Make Architecture



Assignment 9: Formwork Machine Re-Do

I wanted to redo my formwork machine, which was a total failure. I took some of the things I learned into consideration, which led to an entirely new design to create essentially the same thing – forms for gravity shells. I designed a rigid box (not air-inflated!) with a top that bolts down. The plan is to smush plaster strips together, then put them on the top of the box, bolt it down, then flip it upside down until the plaster dries, taking the shape of the hanging fabric. I also added in screws to add strings to make ribbed shells.

I designed this entirely without computers and made it in my basement using hand tools, so most of the errors are from my total lack of carpentry skills. I had to put rubber bands on the top of some of the sides because the top and side didn’t meet exactly.

It works much better than the original – these plaster shells can be scanned and computer fabricated or used to cast in a more permanent material. The only problem is where the strips overlap didn’t stay together perfectly, which sometimes skewed the shape, but that is only a minor problem.


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Instructor: Nick Gelpi TA: Skylar Tibbits TA: Varvara Toulkeridou
Class Times, Monday, 1-4pm - room 5-216
4.184 is an intensive introduction to methods of making explored through a wide range of brief but focused 1-week exercises. We'll engage the real and leave behind representation in the focused context of this class gaining skills for utilizing a range of fabrication machines and technologies from lasercutting, waterjet, 3D printing, welding, formworking-molding, casting, gears, joints and composites.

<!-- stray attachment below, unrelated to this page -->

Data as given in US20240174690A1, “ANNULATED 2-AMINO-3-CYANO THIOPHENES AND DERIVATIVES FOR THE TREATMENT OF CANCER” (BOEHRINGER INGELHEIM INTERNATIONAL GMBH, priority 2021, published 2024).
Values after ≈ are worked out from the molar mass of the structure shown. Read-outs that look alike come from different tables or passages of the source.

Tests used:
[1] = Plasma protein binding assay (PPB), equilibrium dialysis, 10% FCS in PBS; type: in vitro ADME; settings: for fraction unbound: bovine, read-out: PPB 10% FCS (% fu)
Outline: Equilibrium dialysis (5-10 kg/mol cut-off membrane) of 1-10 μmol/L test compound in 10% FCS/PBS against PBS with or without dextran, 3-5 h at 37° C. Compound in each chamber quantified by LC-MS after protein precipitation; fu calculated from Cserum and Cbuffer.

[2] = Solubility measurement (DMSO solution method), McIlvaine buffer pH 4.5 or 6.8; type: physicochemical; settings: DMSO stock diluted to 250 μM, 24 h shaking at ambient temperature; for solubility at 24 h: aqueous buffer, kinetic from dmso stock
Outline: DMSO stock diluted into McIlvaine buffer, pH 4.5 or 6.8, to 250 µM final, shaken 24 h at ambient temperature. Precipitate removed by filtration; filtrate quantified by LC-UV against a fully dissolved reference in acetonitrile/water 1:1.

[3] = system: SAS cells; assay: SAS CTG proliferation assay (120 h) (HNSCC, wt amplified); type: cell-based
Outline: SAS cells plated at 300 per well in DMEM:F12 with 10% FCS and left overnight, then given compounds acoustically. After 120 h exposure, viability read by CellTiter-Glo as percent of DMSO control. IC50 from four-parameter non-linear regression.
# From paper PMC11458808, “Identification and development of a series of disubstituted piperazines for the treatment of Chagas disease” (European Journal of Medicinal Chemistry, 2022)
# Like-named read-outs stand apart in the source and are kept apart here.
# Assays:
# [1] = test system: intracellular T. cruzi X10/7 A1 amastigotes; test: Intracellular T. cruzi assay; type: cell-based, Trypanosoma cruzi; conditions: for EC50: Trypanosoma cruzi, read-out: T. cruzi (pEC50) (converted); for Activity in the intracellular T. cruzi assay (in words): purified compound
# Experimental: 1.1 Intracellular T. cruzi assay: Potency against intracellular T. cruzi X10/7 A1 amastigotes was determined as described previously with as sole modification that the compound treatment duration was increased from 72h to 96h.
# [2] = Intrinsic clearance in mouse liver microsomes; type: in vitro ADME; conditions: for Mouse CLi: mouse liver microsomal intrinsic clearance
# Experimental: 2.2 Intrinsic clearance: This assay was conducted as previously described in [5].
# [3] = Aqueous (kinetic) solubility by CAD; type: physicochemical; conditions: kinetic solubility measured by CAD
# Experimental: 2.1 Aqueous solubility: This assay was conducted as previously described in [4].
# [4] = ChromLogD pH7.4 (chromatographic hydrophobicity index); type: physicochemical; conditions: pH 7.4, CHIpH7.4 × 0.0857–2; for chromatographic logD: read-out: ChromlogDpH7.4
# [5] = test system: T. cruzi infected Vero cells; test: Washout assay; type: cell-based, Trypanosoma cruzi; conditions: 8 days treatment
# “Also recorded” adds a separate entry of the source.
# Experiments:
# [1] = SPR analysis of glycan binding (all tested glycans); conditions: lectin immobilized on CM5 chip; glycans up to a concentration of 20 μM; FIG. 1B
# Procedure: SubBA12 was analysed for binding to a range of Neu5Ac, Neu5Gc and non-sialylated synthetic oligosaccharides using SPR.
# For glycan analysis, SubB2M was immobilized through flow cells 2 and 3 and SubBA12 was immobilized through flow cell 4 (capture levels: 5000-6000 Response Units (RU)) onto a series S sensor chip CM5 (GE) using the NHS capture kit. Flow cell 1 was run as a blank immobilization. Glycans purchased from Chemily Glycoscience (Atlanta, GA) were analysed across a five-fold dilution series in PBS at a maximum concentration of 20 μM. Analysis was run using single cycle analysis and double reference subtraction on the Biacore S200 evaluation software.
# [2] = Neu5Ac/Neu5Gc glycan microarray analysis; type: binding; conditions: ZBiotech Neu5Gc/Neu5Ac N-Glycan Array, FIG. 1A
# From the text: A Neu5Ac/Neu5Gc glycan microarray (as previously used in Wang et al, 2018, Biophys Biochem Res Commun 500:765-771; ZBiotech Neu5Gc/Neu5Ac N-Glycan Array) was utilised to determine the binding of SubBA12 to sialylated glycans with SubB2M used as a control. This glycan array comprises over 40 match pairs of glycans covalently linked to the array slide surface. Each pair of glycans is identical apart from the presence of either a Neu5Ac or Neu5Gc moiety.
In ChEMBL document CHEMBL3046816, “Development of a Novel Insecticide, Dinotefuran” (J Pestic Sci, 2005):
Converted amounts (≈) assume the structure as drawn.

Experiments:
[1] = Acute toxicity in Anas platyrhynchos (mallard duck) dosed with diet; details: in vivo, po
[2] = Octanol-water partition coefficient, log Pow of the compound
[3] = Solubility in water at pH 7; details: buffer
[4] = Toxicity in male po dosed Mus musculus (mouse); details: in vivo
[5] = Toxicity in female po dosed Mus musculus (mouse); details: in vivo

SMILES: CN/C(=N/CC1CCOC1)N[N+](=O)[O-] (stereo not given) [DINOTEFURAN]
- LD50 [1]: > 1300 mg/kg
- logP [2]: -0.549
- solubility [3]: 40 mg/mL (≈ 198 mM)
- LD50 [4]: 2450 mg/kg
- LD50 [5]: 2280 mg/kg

In this workshop we'll constrain ourselves to the territory of the 1:1. Students will represent architectural constructions at full scale and develop a more intimate relationship with technology by engaging the tools and techniques that empower us. We will gain access to the most cutting edge machines and technologies in the MARS lab at the Center for Bits and Atoms.
The second layer of information for this course will be to look at a series of case studies in which construction methods and technologies have played a dominant role in the design process .
Over the past 20 years, architects have focused on the technology of representation to create new ideas of what architecture could be. Looking back today, much of that research failed to substantially change the way we design buildings by focusing on apriori formal configurations. This class makes the contention that this failure comes from a lack of considerations of the potentials within fabrication knowledge. We look to the future of what building might become, given the expanded palette of personalize-able technologies available to us as architects. Students will participate in curious technological and material investigations, to discover the potentials, known and unknown, for these various technologies.
The sub-disciplines of what's drawn and what's built have been compartmentalized and disassociated as the representational tools of architecture have distanced themselves from the techniques of making. At the same time the technologies for “making” in architecture have provided us with new possibilities for reinventing how we translate into reality, the immaterial representations of architecture.


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